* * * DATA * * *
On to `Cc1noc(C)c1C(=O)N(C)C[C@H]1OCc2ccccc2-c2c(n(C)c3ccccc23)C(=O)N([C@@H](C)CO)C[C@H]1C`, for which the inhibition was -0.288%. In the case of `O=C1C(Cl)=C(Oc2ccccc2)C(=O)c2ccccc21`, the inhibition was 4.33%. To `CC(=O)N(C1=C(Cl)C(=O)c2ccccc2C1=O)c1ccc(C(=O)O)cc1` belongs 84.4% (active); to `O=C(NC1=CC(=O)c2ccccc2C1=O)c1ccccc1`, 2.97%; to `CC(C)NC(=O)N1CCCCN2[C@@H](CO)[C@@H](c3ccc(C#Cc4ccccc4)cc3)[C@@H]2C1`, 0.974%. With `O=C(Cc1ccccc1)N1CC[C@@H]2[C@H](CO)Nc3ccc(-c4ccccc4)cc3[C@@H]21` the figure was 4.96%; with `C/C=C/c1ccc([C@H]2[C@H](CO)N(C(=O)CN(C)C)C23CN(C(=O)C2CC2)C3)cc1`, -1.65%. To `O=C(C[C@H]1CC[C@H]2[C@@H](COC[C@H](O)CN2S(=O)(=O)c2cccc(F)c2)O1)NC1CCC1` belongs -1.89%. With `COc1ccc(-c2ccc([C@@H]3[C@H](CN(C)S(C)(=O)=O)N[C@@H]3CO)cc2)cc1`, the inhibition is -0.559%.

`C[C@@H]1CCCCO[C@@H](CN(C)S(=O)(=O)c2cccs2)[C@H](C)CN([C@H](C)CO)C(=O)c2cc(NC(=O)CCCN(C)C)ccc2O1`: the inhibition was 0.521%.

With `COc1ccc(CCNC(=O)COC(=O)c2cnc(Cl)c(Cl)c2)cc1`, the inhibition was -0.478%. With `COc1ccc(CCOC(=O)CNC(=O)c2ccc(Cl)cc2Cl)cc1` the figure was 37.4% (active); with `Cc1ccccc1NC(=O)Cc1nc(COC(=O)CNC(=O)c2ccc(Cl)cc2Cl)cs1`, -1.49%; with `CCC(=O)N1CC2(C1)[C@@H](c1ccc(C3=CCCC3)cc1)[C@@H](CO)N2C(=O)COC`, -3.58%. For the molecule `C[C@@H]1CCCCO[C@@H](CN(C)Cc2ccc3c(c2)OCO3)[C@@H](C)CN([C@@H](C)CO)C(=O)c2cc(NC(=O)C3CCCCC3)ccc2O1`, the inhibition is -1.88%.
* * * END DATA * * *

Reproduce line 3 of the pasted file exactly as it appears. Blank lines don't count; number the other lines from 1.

With `COc1ccc(CCNC(=O)COC(=O)c2cnc(Cl)c(Cl)c2)cc1`, the inhibition was -0.478%. With `COc1ccc(CCOC(=O)CNC(=O)c2ccc(Cl)cc2Cl)cc1` the figure was 37.4% (active); with `Cc1ccccc1NC(=O)Cc1nc(COC(=O)CNC(=O)c2ccc(Cl)cc2Cl)cs1`, -1.49%; with `CCC(=O)N1CC2(C1)[C@@H](c1ccc(C3=CCCC3)cc1)[C@@H](CO)N2C(=O)COC`, -3.58%. For the molecule `C[C@@H]1CCCCO[C@@H](CN(C)Cc2ccc3c(c2)OCO3)[C@@H](C)CN([C@@H](C)CO)C(=O)c2cc(NC(=O)C3CCCCC3)ccc2O1`, the inhibition is -1.88%.